The Truth About Shopping At The "New JC Penney"
It's been almost a full month since the launch of the new J.C. Penney pricing strategy, and in case you were wondering, I can officially report that it's safe to come out and shop there again. I recently took a leap into the deep unknown to uncover the truth about how the new strategy affects shoppers and their in-store experience, and I was honestly surprised by what I discovered.
A Modern, Clean Look with Simple Price Tags
The first thing I noticed as I walked into the store was simple, large, brightly lit signage. I also noticed that the signs appeared to be themed for the month of February. Some signs even included a "Feb" logo. The new look felt fresh, modern and clean. I instantly appreciated the absence of cluttered sale ad stands and confusing store policy notices.
Once inside I noticed more of the same: less ads, less signs, less mess. It felt like an entirely brand new store. The racks throughout the store seemed less cluttered, more spread out and generally easier to shop. Another huge difference in appearance was that of the price tags. They are now extremely simple and straightforward. They have no handwritten discounts, slashes, stickers or discount markings of any kind. Just a regular marked sale price rounded to a whole dollar, a brand label, short item description, a bar code and in some instances a size. I found it extremely easy and convenient to locate item prices on both the sale rack signs and the price tags. Overall, the store appearance and setup was very pleasing to the eye.
Unique Signs Clearly Identify Monthly Specials
Normally when I walk into a store, the first place I head is the sale rack, but being as those don't exist in J.C. Penney stores any longer, I instead sought out their "Monthly Specials." These one month only sales were easily identifiable by their unique pink signs labeled "February." The discount price/percentage off was clearly labeled on the signs and the item price tags were left alone. Other sections I sought out were the "Best Price" sale racks, which have replaced Clearance sales and sections. They now consist of items with a single price adjustment—no additional savings piled on top off other, confusing markdowns and discounts.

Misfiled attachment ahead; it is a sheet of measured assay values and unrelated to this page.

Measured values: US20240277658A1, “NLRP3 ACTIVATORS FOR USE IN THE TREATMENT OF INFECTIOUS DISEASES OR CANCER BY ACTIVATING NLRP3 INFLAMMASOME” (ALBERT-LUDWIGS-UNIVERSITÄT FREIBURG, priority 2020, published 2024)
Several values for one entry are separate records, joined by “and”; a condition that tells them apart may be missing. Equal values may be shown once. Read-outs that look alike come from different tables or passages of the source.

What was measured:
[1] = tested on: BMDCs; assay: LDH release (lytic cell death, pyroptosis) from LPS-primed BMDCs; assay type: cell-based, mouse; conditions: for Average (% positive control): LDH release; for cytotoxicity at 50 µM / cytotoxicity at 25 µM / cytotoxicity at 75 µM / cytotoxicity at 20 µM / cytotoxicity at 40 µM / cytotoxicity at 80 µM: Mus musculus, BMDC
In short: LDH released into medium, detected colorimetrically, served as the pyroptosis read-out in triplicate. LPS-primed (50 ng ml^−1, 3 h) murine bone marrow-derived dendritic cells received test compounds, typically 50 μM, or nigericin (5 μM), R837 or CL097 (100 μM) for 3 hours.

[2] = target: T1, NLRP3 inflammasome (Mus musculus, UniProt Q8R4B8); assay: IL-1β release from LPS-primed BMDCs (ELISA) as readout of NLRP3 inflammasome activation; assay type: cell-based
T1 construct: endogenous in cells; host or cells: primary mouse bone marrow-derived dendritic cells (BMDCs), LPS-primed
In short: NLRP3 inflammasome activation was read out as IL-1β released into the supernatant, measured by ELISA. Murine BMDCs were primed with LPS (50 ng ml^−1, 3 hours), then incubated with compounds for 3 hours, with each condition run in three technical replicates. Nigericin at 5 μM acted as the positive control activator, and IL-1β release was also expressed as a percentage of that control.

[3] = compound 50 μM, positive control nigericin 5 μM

Items with these deductions are easily spotted underneath blue "Best Price" signage. It's also good to remember, and fairly easy to notice, that as a whole all of the prices in J.C. Penney were slashed at least 40 percent or lower than last year's prices, and are now classified as "Every Day" low pricing.
I chose to purchase a pair of earrings with a monthly value discount. The ticket price said $10, but according to the sign the earrings were on sale for $7. Sure enough, my checkout process was quick and simple and the earrings came to the correct $7 price. Notably, I had a huge feeling of relief as I approached the sales counter for checkout, as this was the first purchase I'd made (virtually anywhere) where I haven't had to fret over having a coupon or sale ad with me, and where I wasn't concerned of whether or not the price would be less the next day or weekend. That feeling alone will be enough to make a return customer out of me.
I must start by saying that I've worked in retail and I fully support strict return policies. I may not always be satisfied as a customer with them, but I understand their importance and do my very best not to complain. That being said, there was absolutely no reason at all for to me to complain or be even slightly irritated with the return experience I had at J.C. Penney. It was quick, painless and so simple that I'm finding it difficult even to describe. I approached the counter, said I needed to do a return, handed the cashier my receipt and within less than 2 minutes walked away with a full refund back to my debit card with no questions asked. That's it—truly as simple as JCP promises!
The Final Verdict: 99% Satisfied!
I'll keep it simple: (after all, that appears to be the new chic) I'm 99% satisfied with shopping at the "New J.C. Penney." I will however be reserving 1% in the event that this experience was a complete fluke. If that is the case, you can bet I'll have an ear full to report back!